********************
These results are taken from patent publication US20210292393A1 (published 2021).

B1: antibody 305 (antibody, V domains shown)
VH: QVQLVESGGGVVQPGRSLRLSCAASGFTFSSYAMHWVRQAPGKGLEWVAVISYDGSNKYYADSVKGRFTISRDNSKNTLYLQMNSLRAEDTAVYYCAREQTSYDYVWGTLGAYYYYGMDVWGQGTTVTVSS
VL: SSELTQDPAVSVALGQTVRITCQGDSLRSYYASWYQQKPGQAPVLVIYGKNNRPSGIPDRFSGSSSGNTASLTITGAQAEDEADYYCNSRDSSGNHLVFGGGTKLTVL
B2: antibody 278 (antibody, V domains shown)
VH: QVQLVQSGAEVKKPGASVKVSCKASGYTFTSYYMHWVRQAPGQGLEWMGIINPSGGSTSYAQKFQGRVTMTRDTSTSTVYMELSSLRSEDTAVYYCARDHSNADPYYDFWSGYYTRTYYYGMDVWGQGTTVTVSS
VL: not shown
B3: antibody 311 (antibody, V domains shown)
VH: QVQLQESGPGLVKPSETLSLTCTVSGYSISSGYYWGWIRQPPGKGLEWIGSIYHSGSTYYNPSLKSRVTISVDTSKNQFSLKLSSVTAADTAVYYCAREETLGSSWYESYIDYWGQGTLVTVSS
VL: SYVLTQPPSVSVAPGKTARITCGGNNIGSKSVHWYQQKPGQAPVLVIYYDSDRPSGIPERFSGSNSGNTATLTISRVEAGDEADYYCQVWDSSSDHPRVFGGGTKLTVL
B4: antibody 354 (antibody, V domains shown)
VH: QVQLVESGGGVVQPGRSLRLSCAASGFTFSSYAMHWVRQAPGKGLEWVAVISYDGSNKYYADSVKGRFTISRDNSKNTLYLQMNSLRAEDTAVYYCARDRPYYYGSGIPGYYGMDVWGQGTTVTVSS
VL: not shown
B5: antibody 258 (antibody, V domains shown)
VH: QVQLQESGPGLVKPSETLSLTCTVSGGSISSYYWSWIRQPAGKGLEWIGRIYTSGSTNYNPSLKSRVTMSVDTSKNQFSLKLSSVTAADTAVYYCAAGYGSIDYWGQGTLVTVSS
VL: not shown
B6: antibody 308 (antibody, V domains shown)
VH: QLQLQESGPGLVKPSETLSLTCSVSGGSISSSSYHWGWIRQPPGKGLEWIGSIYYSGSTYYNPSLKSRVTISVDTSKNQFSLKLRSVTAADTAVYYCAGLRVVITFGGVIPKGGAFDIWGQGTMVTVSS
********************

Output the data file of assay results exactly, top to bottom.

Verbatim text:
These results are taken from patent publication US20210292393A1 (published 2021).

B1: antibody 305 (antibody, V domains shown)
VH: QVQLVESGGGVVQPGRSLRLSCAASGFTFSSYAMHWVRQAPGKGLEWVAVISYDGSNKYYADSVKGRFTISRDNSKNTLYLQMNSLRAEDTAVYYCAREQTSYDYVWGTLGAYYYYGMDVWGQGTTVTVSS
VL: SSELTQDPAVSVALGQTVRITCQGDSLRSYYASWYQQKPGQAPVLVIYGKNNRPSGIPDRFSGSSSGNTASLTITGAQAEDEADYYCNSRDSSGNHLVFGGGTKLTVL
B2: antibody 278 (antibody, V domains shown)
VH: QVQLVQSGAEVKKPGASVKVSCKASGYTFTSYYMHWVRQAPGQGLEWMGIINPSGGSTSYAQKFQGRVTMTRDTSTSTVYMELSSLRSEDTAVYYCARDHSNADPYYDFWSGYYTRTYYYGMDVWGQGTTVTVSS
VL: not shown
B3: antibody 311 (antibody, V domains shown)
VH: QVQLQESGPGLVKPSETLSLTCTVSGYSISSGYYWGWIRQPPGKGLEWIGSIYHSGSTYYNPSLKSRVTISVDTSKNQFSLKLSSVTAADTAVYYCAREETLGSSWYESYIDYWGQGTLVTVSS
VL: SYVLTQPPSVSVAPGKTARITCGGNNIGSKSVHWYQQKPGQAPVLVIYYDSDRPSGIPERFSGSNSGNTATLTISRVEAGDEADYYCQVWDSSSDHPRVFGGGTKLTVL
B4: antibody 354 (antibody, V domains shown)
VH: QVQLVESGGGVVQPGRSLRLSCAASGFTFSSYAMHWVRQAPGKGLEWVAVISYDGSNKYYADSVKGRFTISRDNSKNTLYLQMNSLRAEDTAVYYCARDRPYYYGSGIPGYYGMDVWGQGTTVTVSS
VL: not shown
B5: antibody 258 (antibody, V domains shown)
VH: QVQLQESGPGLVKPSETLSLTCTVSGGSISSYYWSWIRQPAGKGLEWIGRIYTSGSTNYNPSLKSRVTMSVDTSKNQFSLKLSSVTAADTAVYYCAAGYGSIDYWGQGTLVTVSS
VL: not shown
B6: antibody 308 (antibody, V domains shown)
VH: QLQLQESGPGLVKPSETLSLTCSVSGGSISSSSYHWGWIRQPPGKGLEWIGSIYYSGSTYYNPSLKSRVTISVDTSKNQFSLKLRSVTAADTAVYYCAGLRVVITFGGVIPKGGAFDIWGQGTMVTVSS